Mesothelioma is a rare form of cancer in which malignant (cancerous) cells are found in the mesothelium, a protective sac that covers most of the body's internal organs.

Mixed Cerebral Palsy
About 10 percent of children with cerebral palsy have what is known a mixed-type cerebral palsy.

Noise Induced Hearing Loss
Noise Induced Hearing Loss You are at: Home / Noise Induced Hearing Loss Noise Induced Hearing Loss Noise induced hearing loss is the irreversible damage resulting in hearing loss and occasional tinnitus associated with being exposed to excessive levels of industrial noise.

Obstetric Cholestasis
Obstetric Cholestasis is a liver disorder that affects approximately 1% of pregnant women and continues until delivery.

Occupational Bronchitis
Occupational Bronchitis is the response of the lungs to constant irritation, e.g. from cigarette smoke, air pollution, dust, irritant vapours and gases.

Occupational Emphysema
Occupational Emphysema is a disease of the alveoli, the microscopic sacs at the very end of the air passages, where the blood picks up oxygen from the air and releases carbon dioxide.

Pressure Sores
Pressure sores are wounds that occur from tissue breakdown as a result of unrelieved pressure over a particular body site.

Quadriplegic Cerebral Palsy
Quadriplegic cerebral palsy is when both arms and both legs are affected. Usually the trunk and muscles that control the mouth, tongue, and windpipe are affected as well.

Repetitive Strain Injury
Repetitive strain injury (or chronic work related upper limb pain syndrome) is the common cause of discomfort of the wrist and arm which usually occurs in typists and computer users and is now a common cause of litigation.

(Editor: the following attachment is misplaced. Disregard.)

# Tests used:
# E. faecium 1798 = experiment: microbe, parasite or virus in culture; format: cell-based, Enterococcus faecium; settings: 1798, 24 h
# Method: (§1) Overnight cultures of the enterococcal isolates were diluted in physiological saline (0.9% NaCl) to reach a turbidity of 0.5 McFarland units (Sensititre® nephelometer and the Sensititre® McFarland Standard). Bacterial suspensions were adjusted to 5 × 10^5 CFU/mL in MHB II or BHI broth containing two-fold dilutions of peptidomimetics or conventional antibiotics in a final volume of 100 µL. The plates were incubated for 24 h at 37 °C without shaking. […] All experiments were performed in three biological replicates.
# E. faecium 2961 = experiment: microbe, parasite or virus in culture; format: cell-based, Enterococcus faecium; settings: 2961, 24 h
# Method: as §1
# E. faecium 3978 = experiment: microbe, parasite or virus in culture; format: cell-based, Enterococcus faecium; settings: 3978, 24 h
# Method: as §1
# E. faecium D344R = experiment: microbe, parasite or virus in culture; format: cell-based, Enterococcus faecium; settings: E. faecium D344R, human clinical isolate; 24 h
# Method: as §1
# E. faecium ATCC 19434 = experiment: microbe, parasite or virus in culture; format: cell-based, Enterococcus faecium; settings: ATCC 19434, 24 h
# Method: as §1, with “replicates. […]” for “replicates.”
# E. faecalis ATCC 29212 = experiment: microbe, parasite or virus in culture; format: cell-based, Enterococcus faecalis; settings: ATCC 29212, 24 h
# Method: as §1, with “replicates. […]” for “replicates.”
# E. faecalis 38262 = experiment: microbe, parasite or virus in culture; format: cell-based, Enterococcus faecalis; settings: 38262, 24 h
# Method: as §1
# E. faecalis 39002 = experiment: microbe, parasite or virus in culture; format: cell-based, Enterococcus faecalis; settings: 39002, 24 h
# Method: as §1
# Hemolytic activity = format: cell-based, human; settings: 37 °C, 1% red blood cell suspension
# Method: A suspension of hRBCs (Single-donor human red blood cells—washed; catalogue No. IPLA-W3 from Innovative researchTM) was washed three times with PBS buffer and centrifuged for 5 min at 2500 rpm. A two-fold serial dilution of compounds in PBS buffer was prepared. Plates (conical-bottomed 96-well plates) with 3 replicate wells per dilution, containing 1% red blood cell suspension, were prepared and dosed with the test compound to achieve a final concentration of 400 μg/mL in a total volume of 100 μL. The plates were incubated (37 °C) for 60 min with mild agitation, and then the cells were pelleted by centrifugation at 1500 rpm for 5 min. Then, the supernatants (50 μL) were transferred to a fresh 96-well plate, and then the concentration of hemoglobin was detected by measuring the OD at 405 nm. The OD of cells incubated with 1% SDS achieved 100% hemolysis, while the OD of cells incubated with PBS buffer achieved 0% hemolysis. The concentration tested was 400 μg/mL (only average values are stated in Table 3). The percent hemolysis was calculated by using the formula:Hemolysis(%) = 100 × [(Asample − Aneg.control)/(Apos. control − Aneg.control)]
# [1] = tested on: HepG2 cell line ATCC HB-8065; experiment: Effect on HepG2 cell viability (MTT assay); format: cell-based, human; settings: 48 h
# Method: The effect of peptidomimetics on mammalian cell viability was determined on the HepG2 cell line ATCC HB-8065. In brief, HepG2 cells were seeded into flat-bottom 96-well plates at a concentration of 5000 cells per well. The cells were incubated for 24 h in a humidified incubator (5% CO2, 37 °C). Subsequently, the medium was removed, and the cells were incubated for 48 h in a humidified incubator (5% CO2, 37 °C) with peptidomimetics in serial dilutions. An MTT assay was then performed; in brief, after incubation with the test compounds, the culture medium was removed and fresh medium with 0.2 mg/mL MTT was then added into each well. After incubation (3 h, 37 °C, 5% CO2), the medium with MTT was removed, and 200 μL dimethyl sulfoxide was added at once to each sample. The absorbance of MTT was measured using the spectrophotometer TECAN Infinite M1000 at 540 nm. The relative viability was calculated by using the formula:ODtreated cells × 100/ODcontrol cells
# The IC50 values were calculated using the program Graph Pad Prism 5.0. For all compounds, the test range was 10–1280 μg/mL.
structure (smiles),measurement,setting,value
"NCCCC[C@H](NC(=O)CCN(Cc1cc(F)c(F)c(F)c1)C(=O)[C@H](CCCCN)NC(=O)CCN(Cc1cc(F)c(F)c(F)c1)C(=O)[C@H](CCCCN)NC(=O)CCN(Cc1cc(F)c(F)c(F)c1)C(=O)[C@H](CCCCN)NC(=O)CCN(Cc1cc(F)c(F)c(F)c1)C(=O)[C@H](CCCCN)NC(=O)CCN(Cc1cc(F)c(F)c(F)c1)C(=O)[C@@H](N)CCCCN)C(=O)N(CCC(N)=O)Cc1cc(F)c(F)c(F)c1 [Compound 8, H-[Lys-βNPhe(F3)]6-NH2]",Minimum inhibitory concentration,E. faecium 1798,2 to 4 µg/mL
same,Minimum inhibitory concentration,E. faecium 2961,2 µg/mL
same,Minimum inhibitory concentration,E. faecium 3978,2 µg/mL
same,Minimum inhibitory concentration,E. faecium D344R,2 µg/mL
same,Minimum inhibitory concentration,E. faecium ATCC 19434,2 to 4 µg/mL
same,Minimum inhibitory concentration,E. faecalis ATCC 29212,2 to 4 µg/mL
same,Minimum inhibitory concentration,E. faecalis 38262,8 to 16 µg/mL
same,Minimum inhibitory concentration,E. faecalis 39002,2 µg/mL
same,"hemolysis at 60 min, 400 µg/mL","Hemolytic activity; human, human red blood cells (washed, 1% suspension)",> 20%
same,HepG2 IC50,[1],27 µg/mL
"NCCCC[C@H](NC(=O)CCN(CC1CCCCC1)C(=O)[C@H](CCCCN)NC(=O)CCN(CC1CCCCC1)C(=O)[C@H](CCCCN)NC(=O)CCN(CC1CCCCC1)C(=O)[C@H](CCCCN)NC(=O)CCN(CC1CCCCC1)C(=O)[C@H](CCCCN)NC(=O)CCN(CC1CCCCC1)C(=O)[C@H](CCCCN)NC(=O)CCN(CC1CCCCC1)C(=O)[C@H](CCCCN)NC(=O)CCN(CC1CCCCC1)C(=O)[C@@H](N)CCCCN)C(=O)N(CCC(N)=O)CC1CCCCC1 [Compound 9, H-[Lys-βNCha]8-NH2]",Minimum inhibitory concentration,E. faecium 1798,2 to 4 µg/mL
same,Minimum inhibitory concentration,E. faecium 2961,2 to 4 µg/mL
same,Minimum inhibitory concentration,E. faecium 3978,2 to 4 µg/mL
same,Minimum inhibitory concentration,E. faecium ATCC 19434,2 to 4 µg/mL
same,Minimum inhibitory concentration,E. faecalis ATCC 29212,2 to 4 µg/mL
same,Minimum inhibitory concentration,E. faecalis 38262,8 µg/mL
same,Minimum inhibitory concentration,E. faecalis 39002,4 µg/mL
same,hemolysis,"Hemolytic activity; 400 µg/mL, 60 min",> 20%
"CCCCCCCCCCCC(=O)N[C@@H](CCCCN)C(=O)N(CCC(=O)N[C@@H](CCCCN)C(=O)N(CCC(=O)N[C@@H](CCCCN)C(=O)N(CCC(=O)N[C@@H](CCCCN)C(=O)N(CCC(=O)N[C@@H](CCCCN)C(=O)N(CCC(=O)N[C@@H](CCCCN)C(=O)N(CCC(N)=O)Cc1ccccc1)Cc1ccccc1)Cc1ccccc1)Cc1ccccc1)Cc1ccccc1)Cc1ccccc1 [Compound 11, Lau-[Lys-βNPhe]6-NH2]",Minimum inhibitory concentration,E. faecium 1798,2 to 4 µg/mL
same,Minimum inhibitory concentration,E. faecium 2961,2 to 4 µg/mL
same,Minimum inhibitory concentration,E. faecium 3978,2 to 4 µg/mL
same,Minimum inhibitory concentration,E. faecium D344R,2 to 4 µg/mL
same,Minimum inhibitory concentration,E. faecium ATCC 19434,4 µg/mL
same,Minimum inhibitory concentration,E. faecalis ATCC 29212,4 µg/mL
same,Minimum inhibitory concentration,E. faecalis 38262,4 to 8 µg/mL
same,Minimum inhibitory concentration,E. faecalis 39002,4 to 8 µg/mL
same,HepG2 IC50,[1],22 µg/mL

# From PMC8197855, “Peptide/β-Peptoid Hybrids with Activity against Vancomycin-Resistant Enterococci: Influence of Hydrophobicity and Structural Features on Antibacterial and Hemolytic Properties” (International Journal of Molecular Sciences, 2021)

Respiratory Distress Syndrome
Respiratory distress syndrome is one of the most common lung disorders in premature infants and causes increasing difficulty in breathing.

Spastic Cerebral Palsy
Spastic cerebral palsy is the most common type of cerebral palsy, accounting for nearly 80 percent of all cerebral palsy cases.

Spinal Cord Injury
Spinal cord injury (SCI) occurs when a traumatic event results in damage to cells within the spinal cord or severs the nerve tracts that relay signals up and down the spinal cord. The most common types of SCI include contusion (bruising of the spinal cord

Ulnar Nerve Neuritis
The ulnar nerve is at risk of injury behind the medial epicondyle and the tip of the elbow (olecranon) where it lies in a superficial position.

Vibration White Finger
Vibration White Finger is a recognised condition which affects workers using vibatory, rotating or percussive hand guided power tools.Vibration White Finger is a recognised condition which affects workers using vibatory, rotating or percussive hand guided power tools. Exposure to such vibration can damage the fingers, hands and arms causing impaire …

Whiplash Injury
Rapid changes of velocity from car or sports injuries cause violent flexion and extension movements in the neck.

Wrist fracture (colles fracture)
In a Colles or wrist fracture the mode of injury is usually a fall on the outstretched hand, which results in the hand being forced upwards and backwards. The distal end of the radius is sometimes broken in association with the distal part of the ulna.